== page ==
ON-Lion Letter
In its June Holder v. Humanitarian Law Project opinion, the U.S. Supreme Court upheld a federal law making it a crime to provide "material support" to foreign terrorist organizations.  This was an important victory; since 2001, the government has charged some 150 defendants for violating the material-support provision, obtaining roughly 75 convictions, according to The New York Times.

The Center for Law & Counterterrorism (CLC), a joint project of the Foundation for Defense of Democracies (FDD) and the National Review Institute, joined in the writing and filing of an amicus curiae, or "friend-of-the-court," brief in this case with Edwin Meese III of The Heritage Foundation and others from the Claremont Institute Center for Constitutional Jurisprudence at Chapman University School of Law.

"The Supreme Court's ruling is a smashing victory for the rationale of material support laws, which bar various forms of aid to formally designated 'foreign terrorist organizations' ... on the ground that any meaningful assistance -- however ostensibly innocent or virtuous -- strengthens these groups," according to CLC co-chair Andrew C. McCarthy.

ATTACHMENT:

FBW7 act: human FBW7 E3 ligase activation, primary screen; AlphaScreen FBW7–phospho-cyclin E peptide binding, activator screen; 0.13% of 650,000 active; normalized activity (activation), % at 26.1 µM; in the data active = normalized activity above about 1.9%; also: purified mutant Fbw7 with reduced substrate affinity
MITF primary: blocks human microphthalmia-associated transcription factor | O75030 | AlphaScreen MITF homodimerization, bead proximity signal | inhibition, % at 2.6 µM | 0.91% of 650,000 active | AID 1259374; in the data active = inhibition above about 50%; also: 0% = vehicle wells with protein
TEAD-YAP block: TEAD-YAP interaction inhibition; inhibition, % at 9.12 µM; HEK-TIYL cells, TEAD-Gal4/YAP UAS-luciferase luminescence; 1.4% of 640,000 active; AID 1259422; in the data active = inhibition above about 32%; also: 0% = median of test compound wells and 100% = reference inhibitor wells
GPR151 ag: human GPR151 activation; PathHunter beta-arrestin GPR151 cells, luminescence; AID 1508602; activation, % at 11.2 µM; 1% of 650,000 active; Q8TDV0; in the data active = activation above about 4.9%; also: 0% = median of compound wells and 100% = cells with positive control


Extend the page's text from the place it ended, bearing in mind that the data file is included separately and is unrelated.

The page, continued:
"The idea is that terrorism is barbaric, contravening international law's imperative to protect civilians and international norms that promote resolution of political disputes by negotiation, not assassination," McCarthy continued.  "Therefore, terrorist organizations must be treated as pariahs and suffocated, not cultivated."

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